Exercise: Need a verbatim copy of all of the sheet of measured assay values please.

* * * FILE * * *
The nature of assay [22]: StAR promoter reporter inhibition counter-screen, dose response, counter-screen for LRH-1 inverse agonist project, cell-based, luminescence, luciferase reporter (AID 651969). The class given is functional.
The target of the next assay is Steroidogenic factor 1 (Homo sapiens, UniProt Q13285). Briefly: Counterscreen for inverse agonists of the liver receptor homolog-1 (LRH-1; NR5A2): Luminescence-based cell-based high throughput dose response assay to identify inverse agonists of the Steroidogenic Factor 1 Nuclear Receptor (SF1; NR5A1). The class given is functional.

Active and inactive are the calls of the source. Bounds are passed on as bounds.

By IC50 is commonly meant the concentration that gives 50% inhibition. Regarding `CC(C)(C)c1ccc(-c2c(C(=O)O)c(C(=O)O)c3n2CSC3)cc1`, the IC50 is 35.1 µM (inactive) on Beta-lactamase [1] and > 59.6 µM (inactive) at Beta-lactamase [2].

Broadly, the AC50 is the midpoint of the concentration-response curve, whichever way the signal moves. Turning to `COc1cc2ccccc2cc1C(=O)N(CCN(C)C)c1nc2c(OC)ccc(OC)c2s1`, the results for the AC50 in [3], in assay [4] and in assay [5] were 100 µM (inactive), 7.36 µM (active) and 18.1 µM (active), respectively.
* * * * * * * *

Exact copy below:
The nature of assay [22]: StAR promoter reporter inhibition counter-screen, dose response, counter-screen for LRH-1 inverse agonist project, cell-based, luminescence, luciferase reporter (AID 651969). The class given is functional.
The target of the next assay is Steroidogenic factor 1 (Homo sapiens, UniProt Q13285). Briefly: Counterscreen for inverse agonists of the liver receptor homolog-1 (LRH-1; NR5A2): Luminescence-based cell-based high throughput dose response assay to identify inverse agonists of the Steroidogenic Factor 1 Nuclear Receptor (SF1; NR5A1). The class given is functional.

Active and inactive are the calls of the source. Bounds are passed on as bounds.

By IC50 is commonly meant the concentration that gives 50% inhibition. Regarding `CC(C)(C)c1ccc(-c2c(C(=O)O)c(C(=O)O)c3n2CSC3)cc1`, the IC50 is 35.1 µM (inactive) on Beta-lactamase [1] and > 59.6 µM (inactive) at Beta-lactamase [2].

Broadly, the AC50 is the midpoint of the concentration-response curve, whichever way the signal moves. Turning to `COc1cc2ccccc2cc1C(=O)N(CCN(C)C)c1nc2c(OC)ccc(OC)c2s1`, the results for the AC50 in [3], in assay [4] and in assay [5] were 100 µM (inactive), 7.36 µM (active) and 18.1 µM (active), respectively.